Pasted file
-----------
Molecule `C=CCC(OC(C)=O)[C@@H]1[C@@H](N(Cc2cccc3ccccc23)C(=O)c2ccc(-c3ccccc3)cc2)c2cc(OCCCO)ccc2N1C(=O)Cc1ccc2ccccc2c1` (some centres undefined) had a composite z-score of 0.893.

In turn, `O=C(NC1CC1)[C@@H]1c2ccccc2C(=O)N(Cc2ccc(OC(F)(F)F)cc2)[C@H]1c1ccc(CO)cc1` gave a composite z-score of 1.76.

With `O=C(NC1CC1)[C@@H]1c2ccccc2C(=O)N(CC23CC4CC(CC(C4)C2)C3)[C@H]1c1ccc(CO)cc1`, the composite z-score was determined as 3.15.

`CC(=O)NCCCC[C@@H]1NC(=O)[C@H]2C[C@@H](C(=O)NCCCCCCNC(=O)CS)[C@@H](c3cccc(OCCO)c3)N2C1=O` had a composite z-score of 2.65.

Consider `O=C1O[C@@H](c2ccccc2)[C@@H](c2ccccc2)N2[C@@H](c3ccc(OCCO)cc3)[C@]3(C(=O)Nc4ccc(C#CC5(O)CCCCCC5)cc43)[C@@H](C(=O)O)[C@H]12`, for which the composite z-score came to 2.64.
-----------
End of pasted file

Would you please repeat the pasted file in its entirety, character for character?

Molecule `C=CCC(OC(C)=O)[C@@H]1[C@@H](N(Cc2cccc3ccccc23)C(=O)c2ccc(-c3ccccc3)cc2)c2cc(OCCCO)ccc2N1C(=O)Cc1ccc2ccccc2c1` (some centres undefined) had a composite z-score of 0.893.

In turn, `O=C(NC1CC1)[C@@H]1c2ccccc2C(=O)N(Cc2ccc(OC(F)(F)F)cc2)[C@H]1c1ccc(CO)cc1` gave a composite z-score of 1.76.

With `O=C(NC1CC1)[C@@H]1c2ccccc2C(=O)N(CC23CC4CC(CC(C4)C2)C3)[C@H]1c1ccc(CO)cc1`, the composite z-score was determined as 3.15.

`CC(=O)NCCCC[C@@H]1NC(=O)[C@H]2C[C@@H](C(=O)NCCCCCCNC(=O)CS)[C@@H](c3cccc(OCCO)c3)N2C1=O` had a composite z-score of 2.65.

Consider `O=C1O[C@@H](c2ccccc2)[C@@H](c2ccccc2)N2[C@@H](c3ccc(OCCO)cc3)[C@]3(C(=O)Nc4ccc(C#CC5(O)CCCCCC5)cc43)[C@@H](C(=O)O)[C@H]12`, for which the composite z-score came to 2.64.